To create a BASIC subroutine that allows easy access to your customized screen, choose option two, Create Subroutine, from the main menu. You will be asked to enter the line number in your main program where you want your routine to start, and the line increment. (Entering 1000 and then 10 would start the subroutine at line 1000, with the next line being 1010, etc.)
Finally, enter a filename for the subroutine. The file will be in LISTed format, so use .LST as the extender to remind you. Then insert a formatted disk of any density, press a key, and sit back and relax while your subroutine is created automatically.
Now exit the program by choosing option three and LOAD the program to which you want to add the subroutine. Then ENTER the file you just created. You now have a subroutine to create a custom screen included as part of your program. If you want to LOAD the subroutine into memory by itself, type NEW and then ENTER it.
To access the custom screens within your own BASIC program, just GOSUB to the first line of the subroutine. This will take about two or three seconds to set up, after which a brand new GR. 0 screen will appear with the colors you have chosen.
The custom screen is disabled whenever a GRAPHICS command is executed, but another GOSUB brings it back. Fortunately, the subroutine is "intelligent"--if it's called more than once, it will "realize" this and set things up more quickly.
While the custom screen is enabled, the color registers will have no effect, except for the one that controls the border. A pre-defined variable, CTRL, lets you easily enable and disable the multi-colored screen at will. POKE CTRL,1 turns the screen on and POKE CTRL,0 turns it off. When disabled, the entire screen takes on the characteristics of line 0, but the color registers are active again.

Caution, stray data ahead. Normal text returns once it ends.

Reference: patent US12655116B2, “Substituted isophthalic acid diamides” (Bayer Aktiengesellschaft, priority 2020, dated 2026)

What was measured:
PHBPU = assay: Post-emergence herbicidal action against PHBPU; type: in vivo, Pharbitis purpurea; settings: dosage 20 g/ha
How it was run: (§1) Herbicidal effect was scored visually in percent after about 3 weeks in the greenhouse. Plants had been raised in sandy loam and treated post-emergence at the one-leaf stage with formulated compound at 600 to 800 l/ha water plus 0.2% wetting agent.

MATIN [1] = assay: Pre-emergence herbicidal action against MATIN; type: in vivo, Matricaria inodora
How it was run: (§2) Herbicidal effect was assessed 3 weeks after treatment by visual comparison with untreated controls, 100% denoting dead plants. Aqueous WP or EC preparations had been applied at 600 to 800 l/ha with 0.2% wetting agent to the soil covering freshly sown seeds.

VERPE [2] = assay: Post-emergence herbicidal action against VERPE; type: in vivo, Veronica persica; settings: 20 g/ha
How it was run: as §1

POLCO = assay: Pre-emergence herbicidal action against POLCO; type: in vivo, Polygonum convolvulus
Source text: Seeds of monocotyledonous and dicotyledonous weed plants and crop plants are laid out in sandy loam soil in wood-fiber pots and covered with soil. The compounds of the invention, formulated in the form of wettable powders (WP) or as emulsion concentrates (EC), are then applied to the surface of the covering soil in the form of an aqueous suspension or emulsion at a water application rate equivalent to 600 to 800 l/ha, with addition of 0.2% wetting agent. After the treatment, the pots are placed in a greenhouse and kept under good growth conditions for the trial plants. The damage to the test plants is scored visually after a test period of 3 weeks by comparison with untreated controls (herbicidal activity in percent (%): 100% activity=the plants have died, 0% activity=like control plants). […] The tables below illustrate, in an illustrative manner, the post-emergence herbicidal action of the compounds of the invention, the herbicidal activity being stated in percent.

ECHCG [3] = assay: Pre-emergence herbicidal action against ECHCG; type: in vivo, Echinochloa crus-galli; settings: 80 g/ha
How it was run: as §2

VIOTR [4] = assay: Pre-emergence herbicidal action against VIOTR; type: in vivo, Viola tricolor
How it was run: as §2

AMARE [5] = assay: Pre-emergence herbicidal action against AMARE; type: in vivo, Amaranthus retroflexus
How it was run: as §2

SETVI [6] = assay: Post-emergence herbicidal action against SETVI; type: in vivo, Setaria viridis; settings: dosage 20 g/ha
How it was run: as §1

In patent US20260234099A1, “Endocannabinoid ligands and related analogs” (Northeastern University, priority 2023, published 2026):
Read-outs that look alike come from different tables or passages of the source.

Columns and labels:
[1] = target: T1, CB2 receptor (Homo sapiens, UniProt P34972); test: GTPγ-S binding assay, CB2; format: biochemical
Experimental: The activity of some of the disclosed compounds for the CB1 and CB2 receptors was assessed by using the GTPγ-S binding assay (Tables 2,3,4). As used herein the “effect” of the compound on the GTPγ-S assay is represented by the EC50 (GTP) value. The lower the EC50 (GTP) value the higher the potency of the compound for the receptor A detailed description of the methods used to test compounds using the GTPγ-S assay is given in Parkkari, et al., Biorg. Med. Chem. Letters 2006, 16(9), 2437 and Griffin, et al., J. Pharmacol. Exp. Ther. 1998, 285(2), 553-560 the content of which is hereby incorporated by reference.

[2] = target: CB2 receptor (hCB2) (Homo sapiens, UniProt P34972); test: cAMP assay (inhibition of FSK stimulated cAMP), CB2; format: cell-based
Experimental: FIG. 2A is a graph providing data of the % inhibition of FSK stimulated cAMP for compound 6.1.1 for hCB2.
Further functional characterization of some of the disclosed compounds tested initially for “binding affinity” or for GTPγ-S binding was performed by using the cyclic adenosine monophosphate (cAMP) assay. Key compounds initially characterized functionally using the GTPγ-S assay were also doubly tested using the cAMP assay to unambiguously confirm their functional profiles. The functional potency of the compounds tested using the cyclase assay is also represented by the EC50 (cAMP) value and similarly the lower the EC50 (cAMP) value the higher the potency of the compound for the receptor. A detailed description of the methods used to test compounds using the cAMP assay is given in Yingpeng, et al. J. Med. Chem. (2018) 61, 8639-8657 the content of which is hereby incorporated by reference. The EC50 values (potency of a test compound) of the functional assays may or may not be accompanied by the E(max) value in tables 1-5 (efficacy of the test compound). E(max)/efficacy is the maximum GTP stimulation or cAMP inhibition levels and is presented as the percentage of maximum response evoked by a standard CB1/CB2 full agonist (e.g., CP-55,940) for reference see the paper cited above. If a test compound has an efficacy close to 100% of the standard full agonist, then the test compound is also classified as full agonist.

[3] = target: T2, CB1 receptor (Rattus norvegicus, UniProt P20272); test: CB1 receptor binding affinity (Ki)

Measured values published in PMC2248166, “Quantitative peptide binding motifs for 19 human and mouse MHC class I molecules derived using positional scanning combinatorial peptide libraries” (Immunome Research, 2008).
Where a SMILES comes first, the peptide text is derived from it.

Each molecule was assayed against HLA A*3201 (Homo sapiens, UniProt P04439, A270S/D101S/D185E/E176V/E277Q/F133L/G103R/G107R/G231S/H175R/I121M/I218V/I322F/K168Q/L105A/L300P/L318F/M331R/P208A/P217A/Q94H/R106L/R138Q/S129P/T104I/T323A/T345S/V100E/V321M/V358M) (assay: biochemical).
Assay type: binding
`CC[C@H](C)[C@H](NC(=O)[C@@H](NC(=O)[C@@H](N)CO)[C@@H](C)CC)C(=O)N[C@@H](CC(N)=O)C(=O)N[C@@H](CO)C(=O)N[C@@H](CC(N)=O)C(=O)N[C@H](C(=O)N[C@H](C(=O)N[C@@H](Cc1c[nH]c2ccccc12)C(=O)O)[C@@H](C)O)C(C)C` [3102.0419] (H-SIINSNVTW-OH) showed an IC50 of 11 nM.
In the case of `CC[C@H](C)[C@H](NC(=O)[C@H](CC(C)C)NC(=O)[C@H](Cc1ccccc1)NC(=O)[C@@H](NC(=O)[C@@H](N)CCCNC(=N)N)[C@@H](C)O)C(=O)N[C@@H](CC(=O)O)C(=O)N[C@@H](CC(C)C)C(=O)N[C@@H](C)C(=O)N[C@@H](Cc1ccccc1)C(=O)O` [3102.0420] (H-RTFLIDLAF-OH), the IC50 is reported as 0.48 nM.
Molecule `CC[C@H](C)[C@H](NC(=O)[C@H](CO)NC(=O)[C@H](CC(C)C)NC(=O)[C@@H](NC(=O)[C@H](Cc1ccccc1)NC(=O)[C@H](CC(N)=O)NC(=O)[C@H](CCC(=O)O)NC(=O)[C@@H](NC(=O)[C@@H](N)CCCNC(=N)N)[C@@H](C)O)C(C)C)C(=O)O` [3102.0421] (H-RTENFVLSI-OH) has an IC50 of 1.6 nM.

I have run into two minor glitches with this program. But if a color screen is what you need, these restrictions should be easy to work around.
First, the keyclick sound interfaces with custom displays created by Rainbow Screen Customizer, making the screen shudder whenever a key is pressed, as well as making the click sound more like a quack. XL/XE owners can easily turn off the keyclick sound with POKE 731,255 and turn it back on with POKE 731,0. But 400/800 diehards don't have such an obvious solution. Probably the best way around it is to write a custom routine using memory location 764 to access the keyboard. But, on the other hand, the latest trend in programming is software that doesn't require the keyboard, so why not stick with your joystick?
The second problem is common to many programs involving machine language subroutines. The machine language used by this program, as well as data needed by it, is stored in a section of memory known as Page Six, which starts at location 1536. If you are using other pre-written machine language routines, make sure they don't occupy the same memory space.
With the Rainbow Screen Customizer you can create professional-looking BASIC programs that surpass the two-color displays found in many commercially available software packages. Of course, looks are just one part of a program, but they can make the difference between a mediocre piece of programming and one that is truly outstanding.
James Hague's most recent Antic program was Uncle Henry's Nuclear Waste Dump, (December 1986.) He lives in Richardson, Texas and has been working in assembly language and BASIC for over four years.